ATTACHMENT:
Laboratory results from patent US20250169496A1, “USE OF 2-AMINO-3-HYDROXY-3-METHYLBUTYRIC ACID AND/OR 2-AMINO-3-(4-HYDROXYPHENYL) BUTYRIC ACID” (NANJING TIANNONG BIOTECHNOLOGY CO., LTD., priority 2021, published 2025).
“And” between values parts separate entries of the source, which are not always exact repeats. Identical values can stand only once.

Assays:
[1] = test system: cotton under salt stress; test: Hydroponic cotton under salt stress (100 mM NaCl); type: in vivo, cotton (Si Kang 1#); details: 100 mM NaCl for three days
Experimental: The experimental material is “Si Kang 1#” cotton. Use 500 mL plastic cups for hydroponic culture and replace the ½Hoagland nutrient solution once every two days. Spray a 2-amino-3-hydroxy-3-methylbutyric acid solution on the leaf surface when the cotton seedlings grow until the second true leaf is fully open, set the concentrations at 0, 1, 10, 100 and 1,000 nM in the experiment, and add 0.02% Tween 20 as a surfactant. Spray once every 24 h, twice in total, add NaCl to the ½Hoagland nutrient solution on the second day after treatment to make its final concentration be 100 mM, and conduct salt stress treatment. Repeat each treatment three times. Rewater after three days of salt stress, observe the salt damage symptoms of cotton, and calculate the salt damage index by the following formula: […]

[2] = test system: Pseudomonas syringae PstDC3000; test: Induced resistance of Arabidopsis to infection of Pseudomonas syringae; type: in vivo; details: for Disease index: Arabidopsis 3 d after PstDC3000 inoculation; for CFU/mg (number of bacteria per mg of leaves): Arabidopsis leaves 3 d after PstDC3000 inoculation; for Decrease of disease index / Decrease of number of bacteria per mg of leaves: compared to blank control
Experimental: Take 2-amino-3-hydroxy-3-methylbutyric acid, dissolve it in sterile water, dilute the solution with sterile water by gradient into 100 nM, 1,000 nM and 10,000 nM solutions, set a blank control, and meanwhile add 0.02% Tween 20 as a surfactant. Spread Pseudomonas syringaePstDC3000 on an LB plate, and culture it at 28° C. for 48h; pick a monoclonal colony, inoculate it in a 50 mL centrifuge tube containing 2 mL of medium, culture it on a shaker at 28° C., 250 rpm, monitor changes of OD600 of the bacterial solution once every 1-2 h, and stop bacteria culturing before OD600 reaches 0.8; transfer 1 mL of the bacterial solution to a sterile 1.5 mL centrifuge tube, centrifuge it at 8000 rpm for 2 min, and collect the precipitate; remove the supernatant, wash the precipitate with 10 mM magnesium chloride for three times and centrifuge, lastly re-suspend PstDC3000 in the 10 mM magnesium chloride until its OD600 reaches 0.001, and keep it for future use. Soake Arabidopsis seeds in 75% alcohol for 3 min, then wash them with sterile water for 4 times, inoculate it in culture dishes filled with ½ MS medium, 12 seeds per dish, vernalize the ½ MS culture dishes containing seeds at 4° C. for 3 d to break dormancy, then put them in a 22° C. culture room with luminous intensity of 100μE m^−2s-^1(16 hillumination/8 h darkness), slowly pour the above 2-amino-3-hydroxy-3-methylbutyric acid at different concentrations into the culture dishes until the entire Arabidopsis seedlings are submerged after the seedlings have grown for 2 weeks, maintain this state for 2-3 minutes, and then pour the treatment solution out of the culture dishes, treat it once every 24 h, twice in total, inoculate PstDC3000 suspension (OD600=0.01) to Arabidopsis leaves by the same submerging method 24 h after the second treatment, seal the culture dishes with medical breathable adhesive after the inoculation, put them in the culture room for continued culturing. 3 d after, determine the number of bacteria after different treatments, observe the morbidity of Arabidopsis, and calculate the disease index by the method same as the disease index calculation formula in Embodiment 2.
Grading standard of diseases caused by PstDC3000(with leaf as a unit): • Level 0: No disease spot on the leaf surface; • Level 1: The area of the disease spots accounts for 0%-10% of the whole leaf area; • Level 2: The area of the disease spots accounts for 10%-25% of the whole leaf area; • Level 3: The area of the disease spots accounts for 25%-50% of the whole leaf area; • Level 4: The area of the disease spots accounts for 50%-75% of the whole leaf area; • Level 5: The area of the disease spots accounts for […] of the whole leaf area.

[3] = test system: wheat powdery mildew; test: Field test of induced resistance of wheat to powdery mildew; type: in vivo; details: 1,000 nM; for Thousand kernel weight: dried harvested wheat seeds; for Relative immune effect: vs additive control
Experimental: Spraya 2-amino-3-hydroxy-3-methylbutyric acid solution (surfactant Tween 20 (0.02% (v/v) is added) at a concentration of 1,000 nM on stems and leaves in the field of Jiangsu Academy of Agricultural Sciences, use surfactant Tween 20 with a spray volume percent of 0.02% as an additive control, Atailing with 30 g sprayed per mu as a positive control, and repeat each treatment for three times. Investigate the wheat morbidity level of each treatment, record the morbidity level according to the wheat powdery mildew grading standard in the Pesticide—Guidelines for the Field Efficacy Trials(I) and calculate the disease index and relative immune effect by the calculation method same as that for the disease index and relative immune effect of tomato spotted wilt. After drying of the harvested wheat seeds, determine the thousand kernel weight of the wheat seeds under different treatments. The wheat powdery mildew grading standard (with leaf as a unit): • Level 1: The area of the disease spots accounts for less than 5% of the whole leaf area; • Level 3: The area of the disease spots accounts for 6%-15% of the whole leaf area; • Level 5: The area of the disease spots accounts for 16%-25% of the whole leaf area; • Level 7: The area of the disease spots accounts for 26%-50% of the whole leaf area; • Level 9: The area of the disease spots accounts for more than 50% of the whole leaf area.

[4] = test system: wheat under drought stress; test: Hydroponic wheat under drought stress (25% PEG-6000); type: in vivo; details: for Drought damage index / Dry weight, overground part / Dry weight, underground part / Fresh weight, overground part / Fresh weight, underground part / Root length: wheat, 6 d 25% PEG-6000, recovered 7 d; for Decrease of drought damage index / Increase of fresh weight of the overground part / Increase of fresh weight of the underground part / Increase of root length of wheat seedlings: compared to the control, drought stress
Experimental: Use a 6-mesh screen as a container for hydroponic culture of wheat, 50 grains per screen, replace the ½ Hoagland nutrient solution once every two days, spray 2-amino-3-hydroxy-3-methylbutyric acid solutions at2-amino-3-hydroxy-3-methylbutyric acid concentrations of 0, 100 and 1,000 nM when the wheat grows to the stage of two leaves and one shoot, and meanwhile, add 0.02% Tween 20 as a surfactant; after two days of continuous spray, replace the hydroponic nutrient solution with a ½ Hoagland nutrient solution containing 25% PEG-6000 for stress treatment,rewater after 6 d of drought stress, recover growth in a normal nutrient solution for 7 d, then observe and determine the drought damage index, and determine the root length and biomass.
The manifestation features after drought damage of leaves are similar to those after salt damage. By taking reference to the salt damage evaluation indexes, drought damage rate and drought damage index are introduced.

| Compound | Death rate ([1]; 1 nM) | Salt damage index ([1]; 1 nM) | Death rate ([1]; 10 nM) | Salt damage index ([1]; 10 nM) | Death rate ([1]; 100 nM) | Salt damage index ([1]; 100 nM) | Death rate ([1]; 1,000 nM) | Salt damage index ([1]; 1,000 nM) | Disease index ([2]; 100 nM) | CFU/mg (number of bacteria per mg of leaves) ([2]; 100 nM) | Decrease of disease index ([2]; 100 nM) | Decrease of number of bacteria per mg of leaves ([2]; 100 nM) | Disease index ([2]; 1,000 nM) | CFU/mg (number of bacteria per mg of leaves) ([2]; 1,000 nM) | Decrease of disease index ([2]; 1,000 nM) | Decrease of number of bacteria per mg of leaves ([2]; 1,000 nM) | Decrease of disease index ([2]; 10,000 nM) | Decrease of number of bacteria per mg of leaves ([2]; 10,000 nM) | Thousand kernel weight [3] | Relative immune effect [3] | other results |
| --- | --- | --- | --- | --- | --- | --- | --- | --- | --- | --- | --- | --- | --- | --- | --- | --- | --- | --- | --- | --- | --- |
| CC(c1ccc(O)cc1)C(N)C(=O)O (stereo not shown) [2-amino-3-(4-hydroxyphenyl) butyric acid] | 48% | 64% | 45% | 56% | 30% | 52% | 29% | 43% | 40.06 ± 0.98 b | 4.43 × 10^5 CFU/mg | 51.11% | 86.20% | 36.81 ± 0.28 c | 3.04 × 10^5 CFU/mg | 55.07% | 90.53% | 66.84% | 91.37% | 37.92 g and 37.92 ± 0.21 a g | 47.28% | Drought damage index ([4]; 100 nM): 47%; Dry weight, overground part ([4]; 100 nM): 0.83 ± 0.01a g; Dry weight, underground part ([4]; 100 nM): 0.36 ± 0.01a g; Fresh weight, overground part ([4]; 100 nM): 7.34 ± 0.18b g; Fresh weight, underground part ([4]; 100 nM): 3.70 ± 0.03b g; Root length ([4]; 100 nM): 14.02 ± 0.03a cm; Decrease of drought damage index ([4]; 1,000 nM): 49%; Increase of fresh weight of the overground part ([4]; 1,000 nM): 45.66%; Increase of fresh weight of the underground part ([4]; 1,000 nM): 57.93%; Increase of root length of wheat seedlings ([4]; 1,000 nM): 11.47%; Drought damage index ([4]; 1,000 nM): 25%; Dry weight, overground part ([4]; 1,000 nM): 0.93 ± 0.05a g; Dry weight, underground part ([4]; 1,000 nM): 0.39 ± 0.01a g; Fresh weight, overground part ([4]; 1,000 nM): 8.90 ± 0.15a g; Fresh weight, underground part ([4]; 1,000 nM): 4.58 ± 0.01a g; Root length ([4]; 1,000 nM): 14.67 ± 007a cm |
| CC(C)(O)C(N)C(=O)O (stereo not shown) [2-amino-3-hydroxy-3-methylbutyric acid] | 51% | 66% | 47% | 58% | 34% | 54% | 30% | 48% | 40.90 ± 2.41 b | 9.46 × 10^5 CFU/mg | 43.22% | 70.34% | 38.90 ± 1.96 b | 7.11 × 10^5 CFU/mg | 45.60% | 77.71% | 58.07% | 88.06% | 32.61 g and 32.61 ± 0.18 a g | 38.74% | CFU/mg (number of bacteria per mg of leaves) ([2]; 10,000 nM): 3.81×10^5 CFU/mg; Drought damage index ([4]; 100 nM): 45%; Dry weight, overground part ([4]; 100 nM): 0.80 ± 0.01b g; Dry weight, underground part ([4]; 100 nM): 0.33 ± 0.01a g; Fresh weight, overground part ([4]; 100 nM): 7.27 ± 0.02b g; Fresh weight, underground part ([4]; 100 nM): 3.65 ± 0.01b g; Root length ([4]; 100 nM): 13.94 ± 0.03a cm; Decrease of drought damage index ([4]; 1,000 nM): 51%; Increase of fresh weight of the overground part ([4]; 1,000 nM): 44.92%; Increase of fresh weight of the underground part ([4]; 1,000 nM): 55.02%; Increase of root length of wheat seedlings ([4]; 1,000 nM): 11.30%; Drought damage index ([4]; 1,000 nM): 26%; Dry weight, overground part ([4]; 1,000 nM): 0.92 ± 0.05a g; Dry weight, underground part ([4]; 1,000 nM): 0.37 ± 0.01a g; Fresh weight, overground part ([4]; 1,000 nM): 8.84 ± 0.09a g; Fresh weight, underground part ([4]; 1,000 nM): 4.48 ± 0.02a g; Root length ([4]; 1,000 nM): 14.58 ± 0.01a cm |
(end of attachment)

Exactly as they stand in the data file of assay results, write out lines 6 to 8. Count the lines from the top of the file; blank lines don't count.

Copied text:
[2] = test system: Pseudomonas syringae PstDC3000; test: Induced resistance of Arabidopsis to infection of Pseudomonas syringae; type: in vivo; details: for Disease index: Arabidopsis 3 d after PstDC3000 inoculation; for CFU/mg (number of bacteria per mg of leaves): Arabidopsis leaves 3 d after PstDC3000 inoculation; for Decrease of disease index / Decrease of number of bacteria per mg of leaves: compared to blank control
Experimental: Take 2-amino-3-hydroxy-3-methylbutyric acid, dissolve it in sterile water, dilute the solution with sterile water by gradient into 100 nM, 1,000 nM and 10,000 nM solutions, set a blank control, and meanwhile add 0.02% Tween 20 as a surfactant. Spread Pseudomonas syringaePstDC3000 on an LB plate, and culture it at 28° C. for 48h; pick a monoclonal colony, inoculate it in a 50 mL centrifuge tube containing 2 mL of medium, culture it on a shaker at 28° C., 250 rpm, monitor changes of OD600 of the bacterial solution once every 1-2 h, and stop bacteria culturing before OD600 reaches 0.8; transfer 1 mL of the bacterial solution to a sterile 1.5 mL centrifuge tube, centrifuge it at 8000 rpm for 2 min, and collect the precipitate; remove the supernatant, wash the precipitate with 10 mM magnesium chloride for three times and centrifuge, lastly re-suspend PstDC3000 in the 10 mM magnesium chloride until its OD600 reaches 0.001, and keep it for future use. Soake Arabidopsis seeds in 75% alcohol for 3 min, then wash them with sterile water for 4 times, inoculate it in culture dishes filled with ½ MS medium, 12 seeds per dish, vernalize the ½ MS culture dishes containing seeds at 4° C. for 3 d to break dormancy, then put them in a 22° C. culture room with luminous intensity of 100μE m^−2s-^1(16 hillumination/8 h darkness), slowly pour the above 2-amino-3-hydroxy-3-methylbutyric acid at different concentrations into the culture dishes until the entire Arabidopsis seedlings are submerged after the seedlings have grown for 2 weeks, maintain this state for 2-3 minutes, and then pour the treatment solution out of the culture dishes, treat it once every 24 h, twice in total, inoculate PstDC3000 suspension (OD600=0.01) to Arabidopsis leaves by the same submerging method 24 h after the second treatment, seal the culture dishes with medical breathable adhesive after the inoculation, put them in the culture room for continued culturing. 3 d after, determine the number of bacteria after different treatments, observe the morbidity of Arabidopsis, and calculate the disease index by the method same as the disease index calculation formula in Embodiment 2.
Grading standard of diseases caused by PstDC3000(with leaf as a unit): • Level 0: No disease spot on the leaf surface; • Level 1: The area of the disease spots accounts for 0%-10% of the whole leaf area; • Level 2: The area of the disease spots accounts for 10%-25% of the whole leaf area; • Level 3: The area of the disease spots accounts for 25%-50% of the whole leaf area; • Level 4: The area of the disease spots accounts for 50%-75% of the whole leaf area; • Level 5: The area of the disease spots accounts for […] of the whole leaf area.